After nearly a week over here in the Caribbean, it was time for the serious business to begin. Today was the first day of the first Test between England and the West Indies.
I won’t bore you all with a match report, you’ll either have already read many, or not be interested at all I’m sure. Besides, keep an eye out on twitter and hopefully you’ll see my report online in a few places.
My day started at the crack of dawn this morning, our 8 o’clock transfer to the ground needing to be caught. So we wolfed down a quick breakfast, and headed out to reception to await our lift. After some mild confusion, always to be expected with Antiguan organisation, we found ourselves on a minibus being driven by an amiable local called Pearly, and judging by his beaming smile, that could easily be where he gets his name. A 25-minute journey on the uneven roads of western Antigua ensued. Note to self: avoid sitting above the wheel arches on roads that we last resurfaced when the British were still here in the 1950’s. But the ride was comfortable enough, and soon we were at the ground to take our seats.
The Sir Vivian Richards Stadium really is in the middle of nowhere, acting as a colossal roundabout for inland traffic bombing about towards the busier coastal areas. It consists of two modern stands, interspersed with two green grass banks square of the wicket. We took our seats in the North Stand, primarily for the shade it afforded us, but also because it gave us a privileged vantage point at about a straight mid-on position. To begin with it was clear that the English fans were in the majority around the ground. During the morning session I would go as far as to say, 90% of the spectators were supporting the visitors.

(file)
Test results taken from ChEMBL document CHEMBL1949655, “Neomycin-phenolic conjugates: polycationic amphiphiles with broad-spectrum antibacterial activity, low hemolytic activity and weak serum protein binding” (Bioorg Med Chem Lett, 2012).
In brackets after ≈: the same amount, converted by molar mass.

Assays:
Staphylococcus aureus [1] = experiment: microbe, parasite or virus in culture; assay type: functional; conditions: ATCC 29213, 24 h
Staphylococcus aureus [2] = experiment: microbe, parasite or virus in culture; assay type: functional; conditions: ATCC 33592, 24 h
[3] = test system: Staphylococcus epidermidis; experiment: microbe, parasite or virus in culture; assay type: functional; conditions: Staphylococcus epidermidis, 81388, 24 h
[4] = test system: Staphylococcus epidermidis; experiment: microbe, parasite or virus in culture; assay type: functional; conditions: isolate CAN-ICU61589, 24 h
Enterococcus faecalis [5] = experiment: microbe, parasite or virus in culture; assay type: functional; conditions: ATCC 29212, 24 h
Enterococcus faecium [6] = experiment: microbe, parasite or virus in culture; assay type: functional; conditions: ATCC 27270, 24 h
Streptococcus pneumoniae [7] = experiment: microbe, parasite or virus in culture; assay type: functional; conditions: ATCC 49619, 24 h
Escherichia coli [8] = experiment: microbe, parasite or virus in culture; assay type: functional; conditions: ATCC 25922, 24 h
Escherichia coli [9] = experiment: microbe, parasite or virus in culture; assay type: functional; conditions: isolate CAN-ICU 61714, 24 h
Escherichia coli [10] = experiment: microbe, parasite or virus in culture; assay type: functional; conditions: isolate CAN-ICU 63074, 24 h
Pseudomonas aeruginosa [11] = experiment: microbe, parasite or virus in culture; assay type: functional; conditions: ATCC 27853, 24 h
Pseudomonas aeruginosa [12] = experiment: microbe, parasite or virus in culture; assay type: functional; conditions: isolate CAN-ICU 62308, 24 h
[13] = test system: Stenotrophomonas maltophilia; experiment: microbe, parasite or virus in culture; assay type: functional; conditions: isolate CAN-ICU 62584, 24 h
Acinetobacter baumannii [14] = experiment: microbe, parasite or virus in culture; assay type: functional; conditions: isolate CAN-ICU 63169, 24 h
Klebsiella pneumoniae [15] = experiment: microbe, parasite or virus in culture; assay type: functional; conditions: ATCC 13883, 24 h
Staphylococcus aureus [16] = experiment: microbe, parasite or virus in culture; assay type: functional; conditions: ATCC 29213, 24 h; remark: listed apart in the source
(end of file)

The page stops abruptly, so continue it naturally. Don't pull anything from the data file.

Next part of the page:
But as the afternoon drifted by, and aided by a few West Indian morning wickets, and a half day’s national holiday, the locals soon began to drift through the gates. By the middle of the afternoon, the ground really did have a great atmosphere. Before coming out here, I was a little worried as to whether this modern out of town ground would provide me with an authentic taste of cricket in the Caribbean. But I needn’t have worried. Not only were there dancing girls, beach chairs, and a Rasta DJ, one side of the ground have been turned into what looked like a mass family barbeque. An array of gazebos hid a plethora of tasty treats. Jerk chicken, rice and peas, BBQ ribs, rotis, all easily available; and cheap too. Two of us ate a decent size lunch and had a beer each, for just £10 all in. You’d struggle to get much more than a bag of chips for that in some English and Australian grounds!
The view from our seats was not just limited to the cricketing action, as we were able to see for miles in three directions. The fact that we couldn’t see the coast on an island 8 miles one way, and 11 the other, proves just how out of town this ground is. Behind the scoreboard large transatlantic flights and smaller local airliners drifting in between the mountain to land at V.C.Bird international airport.
As the day passed by, and as England entered a more commanding position within the game, the crowd became even more vocal and the steel band continued to play. The weather was beautiful, the beer plentiful, and England finished the day on top. Can’t complain really….